Print Friendly and PDF

Bugs for lunch? Entrepreneurs say it’s a tasty idea

From: Detroit Free Press

By: John Gallagher 

Feb. 27, 2016

Perhaps the most startling moment at last week’s Detroit Policy Conference at MotorCity Casino came when local entrepreneur Anthony Hatinger asked the audience if anyone had eaten insects that day.

Hartinger is a cofounder of Detroit Ento, one of four local start-up firms that engaged in a pitch competition at the Detroit Regional Chamber’s annual policy conference. And despite a business idea that Hatinger admits strikes most listeners as bizarre, his Detroit Ento won the competition and the right to enter the finals at the Chamber’s Mackinac Policy Conference in May.

Detroit Ento is based on a simple premise — that insects can provide a vast amount of protein at a fraction of the cost and environmental burden that, say, raising cattle requires.

Starting last year with a colony of crickets raised in the Kalamazoo area, Hatinger and his partners Theo Kozerski and Farrin Forsberg raise crickets in the New Center area, freeze them, then grind them up into a powder that can be mixed with other ingredients to produce energy bars and other food products for human consumption.

“Our biggest hurdle definitely is psychological,” Hatinger said. “It’s getting over that hump. Usually people are repulsed by the idea but after that sinks in and people wrap their mind around it they may not do it but they can appreciate the idea.”

For the more culinary adventurous, Detroit Ento also produces frozen crickets to snack on. And from crickets as a protein source, Detroit Ento expects to develop worms and fly larva as protein sources that could used for pet food and livestock food.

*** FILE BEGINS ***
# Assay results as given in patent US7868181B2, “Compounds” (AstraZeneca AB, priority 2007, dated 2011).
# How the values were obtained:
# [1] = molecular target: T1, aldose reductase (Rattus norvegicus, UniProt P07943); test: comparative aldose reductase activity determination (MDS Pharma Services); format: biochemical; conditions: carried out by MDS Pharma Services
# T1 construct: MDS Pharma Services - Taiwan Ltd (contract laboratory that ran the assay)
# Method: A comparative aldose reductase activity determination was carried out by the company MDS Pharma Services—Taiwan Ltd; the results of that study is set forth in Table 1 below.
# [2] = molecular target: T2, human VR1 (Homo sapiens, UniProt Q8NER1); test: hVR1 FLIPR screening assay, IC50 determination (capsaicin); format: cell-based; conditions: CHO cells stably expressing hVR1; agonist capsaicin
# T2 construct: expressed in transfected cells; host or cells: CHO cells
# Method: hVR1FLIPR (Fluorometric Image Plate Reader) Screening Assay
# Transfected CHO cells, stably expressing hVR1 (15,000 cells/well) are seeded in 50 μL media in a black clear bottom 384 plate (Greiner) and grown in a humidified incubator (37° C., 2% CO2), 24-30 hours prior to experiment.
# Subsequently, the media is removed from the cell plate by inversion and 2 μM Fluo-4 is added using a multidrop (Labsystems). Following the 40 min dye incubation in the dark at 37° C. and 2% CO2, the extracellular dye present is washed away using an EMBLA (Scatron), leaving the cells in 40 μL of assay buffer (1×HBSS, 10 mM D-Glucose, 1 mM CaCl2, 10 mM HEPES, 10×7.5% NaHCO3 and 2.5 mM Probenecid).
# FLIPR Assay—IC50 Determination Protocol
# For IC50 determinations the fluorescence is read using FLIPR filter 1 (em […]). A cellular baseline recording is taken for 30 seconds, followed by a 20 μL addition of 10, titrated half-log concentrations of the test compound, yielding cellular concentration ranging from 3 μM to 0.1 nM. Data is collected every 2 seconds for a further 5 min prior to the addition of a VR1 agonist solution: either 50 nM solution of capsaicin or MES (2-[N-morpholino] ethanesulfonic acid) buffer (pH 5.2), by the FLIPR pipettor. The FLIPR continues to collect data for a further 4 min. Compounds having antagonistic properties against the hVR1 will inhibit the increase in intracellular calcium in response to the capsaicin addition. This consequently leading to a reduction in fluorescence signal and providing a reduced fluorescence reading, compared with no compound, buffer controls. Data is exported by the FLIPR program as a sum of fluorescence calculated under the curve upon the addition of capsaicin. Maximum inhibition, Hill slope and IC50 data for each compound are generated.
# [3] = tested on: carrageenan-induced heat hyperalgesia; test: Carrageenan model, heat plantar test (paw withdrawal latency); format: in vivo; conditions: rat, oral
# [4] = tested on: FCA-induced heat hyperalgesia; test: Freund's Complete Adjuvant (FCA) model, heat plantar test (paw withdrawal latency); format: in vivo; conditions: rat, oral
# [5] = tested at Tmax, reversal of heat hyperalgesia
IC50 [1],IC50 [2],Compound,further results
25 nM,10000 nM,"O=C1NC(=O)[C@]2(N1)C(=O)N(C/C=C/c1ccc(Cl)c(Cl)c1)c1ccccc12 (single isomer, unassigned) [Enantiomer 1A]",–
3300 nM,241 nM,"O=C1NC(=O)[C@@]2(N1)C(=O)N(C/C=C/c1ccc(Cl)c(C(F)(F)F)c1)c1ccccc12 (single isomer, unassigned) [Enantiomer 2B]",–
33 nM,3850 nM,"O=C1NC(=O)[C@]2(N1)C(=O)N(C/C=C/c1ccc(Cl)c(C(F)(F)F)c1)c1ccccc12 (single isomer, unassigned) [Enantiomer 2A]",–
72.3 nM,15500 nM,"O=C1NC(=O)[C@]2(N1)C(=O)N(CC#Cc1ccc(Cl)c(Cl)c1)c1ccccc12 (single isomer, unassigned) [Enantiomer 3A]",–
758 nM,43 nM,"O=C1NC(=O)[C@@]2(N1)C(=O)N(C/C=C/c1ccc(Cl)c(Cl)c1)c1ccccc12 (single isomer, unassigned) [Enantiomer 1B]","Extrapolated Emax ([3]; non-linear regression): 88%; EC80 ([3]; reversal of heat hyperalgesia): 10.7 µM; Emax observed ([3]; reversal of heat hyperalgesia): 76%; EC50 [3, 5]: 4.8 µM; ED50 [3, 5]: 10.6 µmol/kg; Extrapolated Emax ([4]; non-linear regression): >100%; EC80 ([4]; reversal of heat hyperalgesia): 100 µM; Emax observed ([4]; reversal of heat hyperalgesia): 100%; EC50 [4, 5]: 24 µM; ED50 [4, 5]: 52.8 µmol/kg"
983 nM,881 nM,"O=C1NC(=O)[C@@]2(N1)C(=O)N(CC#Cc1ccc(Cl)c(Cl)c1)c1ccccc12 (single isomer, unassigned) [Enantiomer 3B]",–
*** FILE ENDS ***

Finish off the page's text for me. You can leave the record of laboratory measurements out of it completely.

The young company, started just last year, now needs to raise capital to expand its research and production.

Dennis Archer Jr., chairman of this year’s Mackinac Policy Conference and one of the judges last week that named Detroit Ento the winner of the pitch competition, said the firm won because it appeared to have the idea most likely to scale up as a growth opportunity.

“I think the consensus was these guys have something that’s groundbreaking, something that has an identifiable feeling on revenue growth,” Archer said. And given that Michigan can offer Ento many resources, from agricultural research at universities to warehousing, logistics and transportation options, “We just think it’s a good play for the state of Michigan and the region,” he added.

Detroit Ento is one of numerous small start-up firms that have launched in and around Detroit in recent years as the city’s economy evolves from a 20th-Century corporate model to a more entrepreneurial model. The pitch competition at the policy conference last week was just one of many such events and training programs for entrepreneurs created in Detroit to bolster the entrepreneurial ecosystem.

Among those: There is the City of Detroit’s Motor City Match program, which matches property owners who need tenants with entrepreneurs who need space, business incubators like TechTown, and competitions like Hatch Detroit, NEIdeas, and Accelerate Michigan.

Sandy Baruah, president and CEO of the Detroit Regional Chamber, told the policy conference audience that in Detroit’s 20th-Century corporate culture “bigger was always better.” But now, he said. “the future is based on being small, nimble, innovative. We are seeing the revival of an entrepreneurial spirit across the city, across the state.”

And he recalled how automotive pioneer Henry Ford was the leading entrepreneur of his day. “That spirit is now alive and well in Detroit,” he said. “Detroit has become now the world’s best 300-year-old start-up. We have the history, we have the patina, and now we have an entrepreneurial spirit.”